Thursday, September 21, 2006

The View from Australia

Carmen Lawrence describes in the Australian (a few weeks back now, but still up fortunately) how she developed the reading sickness as a kid. She also ponders the problems that the book industry is facing in Australia. The article is a shorter version of her Dorothy Green lecture for The Association for the Study of Australian Literature, and I think it's fascinating both for what it says about the state of Australian fiction, and because many of the points she makes about readership and the book industry are so relevant for us here.

Lawrence who is a former premier of Western Australia and a federal Labor MP begins by painting a bleak picture of the current situation:
I know that the proliferation of writers festivals and book clubs has led some to conclude that Australian literature enjoys a secure place in our civic and cultural life, but there are worrying signs that this is an overly favourable assessment. While we seem to be reading as many books as ever, more of them appear to be formulaic fiction or how-to guides for managing real estate, children, physical appearance and relationships. Sales of Australian fiction fell from $215 million in 2001-02 to $73 million in 2003-04 and few such books, even by well-regarded writers, sell more than 1000 copies. Royalties and fees for Australian-originated books are also down. First time and unknown authors struggle. Perhaps as a result, leading publishers appear to be vacating the field, producing only 32 books from Australian authors in 2004 compared with 60 in 1996.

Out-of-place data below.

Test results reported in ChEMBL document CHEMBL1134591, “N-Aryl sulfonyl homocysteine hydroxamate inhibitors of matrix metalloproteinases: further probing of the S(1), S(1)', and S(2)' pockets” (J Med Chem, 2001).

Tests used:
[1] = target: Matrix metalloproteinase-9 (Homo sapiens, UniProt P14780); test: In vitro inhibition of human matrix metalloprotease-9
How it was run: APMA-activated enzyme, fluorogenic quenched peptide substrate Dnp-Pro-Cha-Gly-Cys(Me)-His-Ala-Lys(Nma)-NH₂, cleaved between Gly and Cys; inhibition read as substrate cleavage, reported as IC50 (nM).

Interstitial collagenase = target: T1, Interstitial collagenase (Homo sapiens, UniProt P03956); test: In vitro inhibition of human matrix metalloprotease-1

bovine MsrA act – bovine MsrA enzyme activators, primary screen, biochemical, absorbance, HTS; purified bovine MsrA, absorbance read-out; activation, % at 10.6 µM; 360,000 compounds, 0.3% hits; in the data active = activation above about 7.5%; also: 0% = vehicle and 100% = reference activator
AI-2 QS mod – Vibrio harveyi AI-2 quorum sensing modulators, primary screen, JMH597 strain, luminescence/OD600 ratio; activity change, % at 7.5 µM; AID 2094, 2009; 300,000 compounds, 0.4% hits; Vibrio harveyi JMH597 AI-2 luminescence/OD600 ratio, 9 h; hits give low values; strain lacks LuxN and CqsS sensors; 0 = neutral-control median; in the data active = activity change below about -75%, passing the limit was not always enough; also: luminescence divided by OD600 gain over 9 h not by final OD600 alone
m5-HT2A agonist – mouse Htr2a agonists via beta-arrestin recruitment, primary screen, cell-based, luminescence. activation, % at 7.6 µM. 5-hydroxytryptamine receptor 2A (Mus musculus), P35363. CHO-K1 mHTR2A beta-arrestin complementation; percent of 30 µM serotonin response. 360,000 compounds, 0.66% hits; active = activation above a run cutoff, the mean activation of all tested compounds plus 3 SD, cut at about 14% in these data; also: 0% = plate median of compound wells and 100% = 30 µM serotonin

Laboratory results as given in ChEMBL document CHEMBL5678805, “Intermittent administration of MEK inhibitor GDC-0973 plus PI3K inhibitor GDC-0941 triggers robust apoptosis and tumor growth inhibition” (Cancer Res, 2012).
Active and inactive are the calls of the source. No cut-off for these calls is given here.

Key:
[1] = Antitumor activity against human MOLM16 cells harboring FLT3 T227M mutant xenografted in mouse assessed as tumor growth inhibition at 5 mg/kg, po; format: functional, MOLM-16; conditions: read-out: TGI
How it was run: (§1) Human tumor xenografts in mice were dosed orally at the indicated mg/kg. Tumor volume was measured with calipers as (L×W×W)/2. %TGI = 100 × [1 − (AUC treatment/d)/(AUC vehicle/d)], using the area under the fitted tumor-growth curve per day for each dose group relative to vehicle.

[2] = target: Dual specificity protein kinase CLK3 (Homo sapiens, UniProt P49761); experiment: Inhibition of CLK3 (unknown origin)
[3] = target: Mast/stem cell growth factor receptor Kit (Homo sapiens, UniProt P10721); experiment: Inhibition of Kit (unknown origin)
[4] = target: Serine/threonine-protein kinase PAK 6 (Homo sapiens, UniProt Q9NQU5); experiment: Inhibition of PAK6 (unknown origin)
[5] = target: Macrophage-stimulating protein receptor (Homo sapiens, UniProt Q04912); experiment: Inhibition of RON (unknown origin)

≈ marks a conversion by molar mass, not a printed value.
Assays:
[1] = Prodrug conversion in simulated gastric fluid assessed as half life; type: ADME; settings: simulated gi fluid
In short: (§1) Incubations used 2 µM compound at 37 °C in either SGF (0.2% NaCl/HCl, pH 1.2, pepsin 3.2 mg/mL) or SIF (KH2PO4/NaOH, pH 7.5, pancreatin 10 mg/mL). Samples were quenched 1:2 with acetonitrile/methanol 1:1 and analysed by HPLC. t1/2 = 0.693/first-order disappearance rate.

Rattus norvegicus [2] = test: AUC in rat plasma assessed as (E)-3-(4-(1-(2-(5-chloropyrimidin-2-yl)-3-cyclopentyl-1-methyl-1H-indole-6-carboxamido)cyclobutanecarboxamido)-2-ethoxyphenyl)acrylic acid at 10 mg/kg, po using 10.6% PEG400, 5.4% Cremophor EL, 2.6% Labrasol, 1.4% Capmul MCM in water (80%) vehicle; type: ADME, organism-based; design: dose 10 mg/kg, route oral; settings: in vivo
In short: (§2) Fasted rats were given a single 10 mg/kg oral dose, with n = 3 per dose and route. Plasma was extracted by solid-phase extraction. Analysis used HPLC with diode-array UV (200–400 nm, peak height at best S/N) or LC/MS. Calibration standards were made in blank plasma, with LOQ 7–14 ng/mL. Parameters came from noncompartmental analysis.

Lawrence then examines the possible factors that have lead to a decline in readership.

Is it because of the quality of writing? she asks, and suggests that there may be some disenchanment with Australian fiction because local novels in the past which did not measure up in terms of quality.

Is it because Australian readers are simply losing the will to read? The situation seems to be part of a universal trend:
... perhaps it is, as Green observed in the '80s, that "there are not nearly enough readers capable of reading (books) properly" or, as publisher Ivor Indyk says, "It's not just that publishers have lost the will. Readers have lost the will, too." Philip Roth warned in the early '90s, in response to even more drastic declines in readership for literary fiction in the US, that the danger for all novels and novelists is that there soon may be no audience left. "I don't think there's a decline of the novel," he said, "so much as the decline of the readership ... Whether it is a matter of television, mass culture or shifts in the way people work and live, there is a change in the mental landscape having to do with concentration, and that is what's responsible for the declining readership."
She also cites lack of government support: